So I think the fact that I was in a very good place fitness-wise prior to it helped me bounce back. For some people that would be a 12-week or 6-month injury, potentially. But I bounced back in three, four, five weeks. I don't think I could have been back a day sooner, so I worked incredibly hard to be back and fit and ready. Yeah, that's the nature of it. It's the nature of being a golfer, I suppose. It's the nature of getting a little bit older and having played a lot of golf through my career.

Q. Justin, you were part of an English Revolution group of players with yourself, Lee Westwood, Paul Casey, David Howell who came through. Are you delighted to see a new generation following your footsteps with Tyrrell Hatton, and Paul Dunne, and these young British players who look like they can challenge the world?
JUSTIN ROSE: Yeah, absolutely. I think it's exciting. Danny Willett is the obvious one. He's been knocking on the door for a while. He's had that confidence about him. With Danny it took maybe four or five years to break through to the highest level. You could see what was happening with him in Europe. Last year contending with Rory at the Race to Dubai, and again winning early this season and winning his first major at the Masters is fantastic. It's great to see players have that progression. There are a bunch of them in the early stages of doing the same thing.

So, yeah, obviously Tyrrell's playing well, Andy Sullivan, Chris Wood, another great player who has been around a little bit of time now, but looks like he's heading into that phase of his career where he's beginning to put the experience into good effect and winning big events like the PGA. The Ryder Cup from that point of view looks strong. Matt Fitzpatrick as well is a wonderful talent.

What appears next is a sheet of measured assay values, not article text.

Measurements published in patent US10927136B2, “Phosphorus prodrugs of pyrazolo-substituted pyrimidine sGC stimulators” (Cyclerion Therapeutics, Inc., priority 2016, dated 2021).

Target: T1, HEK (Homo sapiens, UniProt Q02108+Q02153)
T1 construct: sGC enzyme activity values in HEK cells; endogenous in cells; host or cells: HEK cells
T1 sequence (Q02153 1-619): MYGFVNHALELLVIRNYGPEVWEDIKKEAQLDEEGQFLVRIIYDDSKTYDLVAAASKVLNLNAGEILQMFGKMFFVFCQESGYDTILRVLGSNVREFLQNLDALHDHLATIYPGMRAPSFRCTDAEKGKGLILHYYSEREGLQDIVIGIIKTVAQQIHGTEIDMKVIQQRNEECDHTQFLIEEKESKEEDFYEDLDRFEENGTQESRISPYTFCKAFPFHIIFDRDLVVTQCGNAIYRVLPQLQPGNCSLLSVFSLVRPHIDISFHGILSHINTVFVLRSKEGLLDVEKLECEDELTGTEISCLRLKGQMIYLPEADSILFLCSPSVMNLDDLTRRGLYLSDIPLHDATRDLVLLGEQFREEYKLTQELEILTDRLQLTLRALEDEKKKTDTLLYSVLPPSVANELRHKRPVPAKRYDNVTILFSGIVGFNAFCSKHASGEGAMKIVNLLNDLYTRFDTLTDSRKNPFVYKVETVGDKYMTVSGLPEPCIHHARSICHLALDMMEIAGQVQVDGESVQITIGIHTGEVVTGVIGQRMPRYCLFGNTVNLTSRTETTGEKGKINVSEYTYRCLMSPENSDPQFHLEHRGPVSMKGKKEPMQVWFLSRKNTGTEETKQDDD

Yeah, it's good to see. All of those players are capable of great things and all capable of winning a major championship at some point. Yeah, it's good. It's nice to see that there seems to be that flow of talent coming through.

Q. (No microphone).
JUSTIN ROSE: Yeah, I don't know much about him. But he obviously has a fiery temperament, but it's not necessarily a bad thing. It just shows passion. It shows that you want it, but, yeah, if you can learn to control that, that's going to ultimately give you a much better opportunity to play your best golf. But in the early years, I think probably a lot of us have that temperament and it's just a matter of learning to control it. Probably Roger Federer would be the ultimate example of that.

Q. Did it inspire you when Lee Westwood, when they did something really good and you wanted to do the same?
JUSTIN ROSE: Yeah, I think Westwood I felt was maybe a half generation older than me. But I always felt like I was with Paul Casey and Luke Donald and myself, those are kind of the guys. I was like maybe two, three years younger than them. I always felt like I had time on my side, as well. Depending on who I was comparing myself to. Comparison is probably not the right way to go about it. But certainly there is a sense of, if he can do it, I should be able to do it. So, yes, it can spur you on, for sure.

Q. You said the week before Merion you felt made the difference. The full week here, you've been here since last Tuesday. The wind has changed up a lot in the last week. Do you feel any extra confidence as you sit here just now for having that full week?